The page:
Homeless man holding job wanted sign

The Biggest Mistakes Managers Make with Remote Workforces

Managing remote workforces is a relatively new phenomenon, only entering the mainstream consciousness within the last decade or so. Naturally, with such a steep learning curve and so many key differences between remote and static workforces, managers are going to make mistakes. It’s all part of the journey to becoming a great manager, and making your remote workforce an effective and productive one.

Here are the top mistakes that managers make when they’re handling remote workforces – and how they can address them properly:

Losing the personal touch

Working with remote employees means there are many more barriers to break down if you’re to build a working relationship with that staff member. When you can’t communicate face-to-face every day in an office environment, it can take a long time for that remote worker to feel as comfortable with you as, say, a worker that you pass in the corridors or see in the canteen each day.

Focus on building those relationships at all costs. Pay attention to what your remote staff are doing and praise them whenever they achieve something, however minor. Schedule in time each week when you can make contact with each employee – make them feel valued and encourage them. You don’t need to turn every single conversation into a life-affirming chat, but checking in every now and then can work wonders.

The wrong tools

If you’re utilising the wrong tools to manage your remote workforce, you’re doing everyone a disservice. You need to ensure the software and solutions you’re using are working for all that use them – whether it’s a VoIP solution, a time and attendance solution or a cloud-based storage space. Seek feedback from your staff and always remain on top of the latest technological developments in the world of managing remote workforces.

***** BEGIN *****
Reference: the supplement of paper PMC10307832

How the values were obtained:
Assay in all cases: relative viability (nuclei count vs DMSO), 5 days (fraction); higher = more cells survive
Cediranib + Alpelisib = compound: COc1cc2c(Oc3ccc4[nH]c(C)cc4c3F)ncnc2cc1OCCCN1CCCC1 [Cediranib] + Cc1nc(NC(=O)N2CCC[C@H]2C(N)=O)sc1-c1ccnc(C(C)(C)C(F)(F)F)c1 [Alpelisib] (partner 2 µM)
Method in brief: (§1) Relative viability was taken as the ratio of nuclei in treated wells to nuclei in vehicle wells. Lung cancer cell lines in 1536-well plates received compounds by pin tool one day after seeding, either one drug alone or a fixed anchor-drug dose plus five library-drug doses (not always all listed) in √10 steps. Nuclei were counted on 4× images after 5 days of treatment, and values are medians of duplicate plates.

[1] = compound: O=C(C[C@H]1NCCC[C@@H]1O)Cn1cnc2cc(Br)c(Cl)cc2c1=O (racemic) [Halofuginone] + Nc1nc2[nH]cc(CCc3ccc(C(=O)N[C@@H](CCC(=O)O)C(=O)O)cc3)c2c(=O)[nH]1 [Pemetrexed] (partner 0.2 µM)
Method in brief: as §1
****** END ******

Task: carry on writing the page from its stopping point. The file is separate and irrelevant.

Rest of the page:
A lack of metrics

With staff that aren’t working from a central office, you’ll need to find a way to measure their progress that doesn’t necessarily require face-to-face contact. Choose which metrics you’d like to monitor and implement it across the board, checking up on the output and ensuring all targets and deadlines are being met. You should also consider implementing the same metrics with your in-house staff – otherwise your remote workers could feel unfairly targeted.

Don’t miss the red flags

If it’s not working out with a certain member of the remote workforce, it’s likely there’ll be some signals or red flags that will alert you to it. Pay attention to them! If a worker repeatedly misses deadlines or is out of contact for hours on end, it could mean there’s either a problem with communications or a problem with the staff member. Try to meet up with them face-to-face as soon as possible to resolve the issue, or at the very least schedule in a video chat so that you can get the full picture. Instant messaging also helps in these situations – you can communicate in real-time with staff and ensure that they’re okay to continue work.